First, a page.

As for the action sequences, there are only two full-blown set pieces. The film desperately needs a second-act action sequence between Ivan Vanko's attack in Monte Carlo and the climactic Iron Man vs. the robots climax (there is a brief slugfest between a drunken Stark and a righteously-indignant Rhodes at the hour mark, but it's mostly played for laughs). What action there is lacks any real tension or a sense of danger, as the film refuses to let the set-pieces play out without leavening humor (a briefly tense moment when the evil robots appear ready to target random civilians is defused when the robots settle on a young child, who we know darn-well will escape unharmed). And the climax itself is an endless whirl of one robot or another zooming past the camera before Iron Man or another robot zooms past us yet again. Even the much-anticipated team-up of Iron Man and War Machine is over before it begins, and the climactic smack-down against Vanko is done in a flash. Considering how little spectacle there is, it's a wonder that Paramount splurged for the IMAX screens, especially when the current occupant, Paramount's How to Train Your Dragon, puts the format to such better use.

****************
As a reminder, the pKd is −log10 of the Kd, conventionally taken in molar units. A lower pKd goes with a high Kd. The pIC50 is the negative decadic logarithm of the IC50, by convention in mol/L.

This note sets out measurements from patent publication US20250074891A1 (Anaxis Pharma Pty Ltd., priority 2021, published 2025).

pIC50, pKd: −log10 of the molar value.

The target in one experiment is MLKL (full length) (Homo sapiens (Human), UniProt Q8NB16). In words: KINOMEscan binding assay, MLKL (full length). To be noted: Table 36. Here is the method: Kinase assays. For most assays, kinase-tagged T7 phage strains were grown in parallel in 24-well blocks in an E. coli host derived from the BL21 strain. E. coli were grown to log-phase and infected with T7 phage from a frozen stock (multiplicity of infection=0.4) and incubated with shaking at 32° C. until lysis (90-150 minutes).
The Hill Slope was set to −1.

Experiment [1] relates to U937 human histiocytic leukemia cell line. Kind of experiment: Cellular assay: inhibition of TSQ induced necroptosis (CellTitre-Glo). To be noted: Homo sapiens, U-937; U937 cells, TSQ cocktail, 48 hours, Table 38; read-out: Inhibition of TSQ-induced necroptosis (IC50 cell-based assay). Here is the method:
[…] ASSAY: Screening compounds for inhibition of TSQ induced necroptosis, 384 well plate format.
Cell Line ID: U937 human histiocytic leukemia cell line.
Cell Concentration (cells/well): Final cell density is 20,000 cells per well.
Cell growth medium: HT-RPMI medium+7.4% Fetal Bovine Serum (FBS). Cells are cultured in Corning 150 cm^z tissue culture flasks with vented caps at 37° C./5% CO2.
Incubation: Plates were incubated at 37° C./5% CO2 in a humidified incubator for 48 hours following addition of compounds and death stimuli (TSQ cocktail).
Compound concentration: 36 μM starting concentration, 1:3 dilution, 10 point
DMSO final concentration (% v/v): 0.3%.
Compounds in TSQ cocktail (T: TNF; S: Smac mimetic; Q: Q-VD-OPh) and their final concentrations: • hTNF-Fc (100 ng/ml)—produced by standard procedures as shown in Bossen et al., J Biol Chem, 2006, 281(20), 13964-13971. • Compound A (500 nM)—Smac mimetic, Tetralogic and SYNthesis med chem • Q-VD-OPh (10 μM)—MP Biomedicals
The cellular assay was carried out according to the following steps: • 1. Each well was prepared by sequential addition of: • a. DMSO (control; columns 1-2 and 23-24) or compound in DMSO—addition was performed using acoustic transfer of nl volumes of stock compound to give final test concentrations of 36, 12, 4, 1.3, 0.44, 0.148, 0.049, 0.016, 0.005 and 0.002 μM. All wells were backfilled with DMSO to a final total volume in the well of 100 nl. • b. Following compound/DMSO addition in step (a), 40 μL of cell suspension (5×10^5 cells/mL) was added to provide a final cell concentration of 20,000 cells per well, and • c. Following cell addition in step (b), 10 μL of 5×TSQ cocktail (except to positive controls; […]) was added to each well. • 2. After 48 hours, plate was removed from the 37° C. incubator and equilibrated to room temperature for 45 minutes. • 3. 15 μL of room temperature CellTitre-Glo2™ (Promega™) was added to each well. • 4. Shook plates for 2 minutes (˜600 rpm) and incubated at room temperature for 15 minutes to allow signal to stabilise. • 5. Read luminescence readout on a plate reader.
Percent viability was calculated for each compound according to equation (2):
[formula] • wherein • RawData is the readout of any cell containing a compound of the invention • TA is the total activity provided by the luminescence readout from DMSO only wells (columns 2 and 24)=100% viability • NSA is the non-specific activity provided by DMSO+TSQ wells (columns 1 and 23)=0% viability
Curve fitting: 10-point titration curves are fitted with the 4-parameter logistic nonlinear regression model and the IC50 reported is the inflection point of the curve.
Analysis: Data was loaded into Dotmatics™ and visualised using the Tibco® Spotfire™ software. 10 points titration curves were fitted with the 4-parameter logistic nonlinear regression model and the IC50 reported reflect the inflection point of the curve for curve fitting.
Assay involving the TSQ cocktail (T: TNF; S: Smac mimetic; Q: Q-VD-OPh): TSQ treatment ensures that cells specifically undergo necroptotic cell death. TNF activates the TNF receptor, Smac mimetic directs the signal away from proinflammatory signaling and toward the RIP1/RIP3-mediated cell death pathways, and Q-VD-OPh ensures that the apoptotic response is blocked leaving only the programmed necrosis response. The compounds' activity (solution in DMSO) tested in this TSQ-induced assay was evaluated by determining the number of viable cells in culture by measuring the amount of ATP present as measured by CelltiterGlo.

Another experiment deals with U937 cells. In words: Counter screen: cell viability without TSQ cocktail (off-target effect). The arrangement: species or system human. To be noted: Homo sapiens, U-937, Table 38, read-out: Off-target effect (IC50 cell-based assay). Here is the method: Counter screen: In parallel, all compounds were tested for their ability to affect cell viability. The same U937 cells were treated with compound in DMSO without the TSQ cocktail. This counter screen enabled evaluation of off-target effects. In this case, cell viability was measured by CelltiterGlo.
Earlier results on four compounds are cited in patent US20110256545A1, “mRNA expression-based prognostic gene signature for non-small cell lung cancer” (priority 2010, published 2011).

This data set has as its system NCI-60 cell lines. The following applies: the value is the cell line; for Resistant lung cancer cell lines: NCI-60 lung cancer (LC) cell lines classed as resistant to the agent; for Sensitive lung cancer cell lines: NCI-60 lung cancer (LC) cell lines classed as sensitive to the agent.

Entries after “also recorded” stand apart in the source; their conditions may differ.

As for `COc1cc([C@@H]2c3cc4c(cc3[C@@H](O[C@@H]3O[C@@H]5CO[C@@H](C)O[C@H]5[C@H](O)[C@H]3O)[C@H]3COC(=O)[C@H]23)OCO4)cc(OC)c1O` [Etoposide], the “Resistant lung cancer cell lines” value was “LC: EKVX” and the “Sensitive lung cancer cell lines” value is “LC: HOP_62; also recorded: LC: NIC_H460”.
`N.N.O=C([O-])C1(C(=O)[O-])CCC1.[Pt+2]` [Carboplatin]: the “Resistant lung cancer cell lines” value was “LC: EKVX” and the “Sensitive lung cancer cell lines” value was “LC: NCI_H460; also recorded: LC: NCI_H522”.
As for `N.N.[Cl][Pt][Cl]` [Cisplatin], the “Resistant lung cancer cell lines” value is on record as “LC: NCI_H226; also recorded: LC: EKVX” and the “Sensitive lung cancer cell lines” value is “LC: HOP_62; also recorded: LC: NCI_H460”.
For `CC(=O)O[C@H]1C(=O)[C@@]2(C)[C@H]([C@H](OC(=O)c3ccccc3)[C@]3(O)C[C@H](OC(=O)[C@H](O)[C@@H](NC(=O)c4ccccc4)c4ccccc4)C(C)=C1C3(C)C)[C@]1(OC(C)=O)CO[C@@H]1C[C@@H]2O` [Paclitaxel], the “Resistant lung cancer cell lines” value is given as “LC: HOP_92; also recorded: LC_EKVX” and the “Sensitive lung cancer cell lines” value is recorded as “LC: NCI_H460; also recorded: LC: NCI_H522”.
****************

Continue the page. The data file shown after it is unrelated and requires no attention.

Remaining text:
All of the above flaws result in a complete loss of realism and gravitas that was established in the first picture. In this sequel, a single madman can attack an international car race with electric whips without any security presence to take him out. A secretly-villainous tycoon can loudly converse with a known murderer and use his name over the phone in front of a US senator. Said senator can be in cahoots with a businessman who ends up having ties to said terrorist without any real consequences. This type of sloppy plotting combined with no harm-no foul action is the sort of thing that usually finds itself into sillier comic book fare like Batman & Robin or Spider-Man 3. The original Iron Man at least attempted to be a character-driven political drama with comic book trappings. But Iron Man 2 dilutes the sense of purpose and becomes just another kid-friendly comic book adventure film. And, to be frank, it's not a very good one (it's no The Phantom, that's for sure).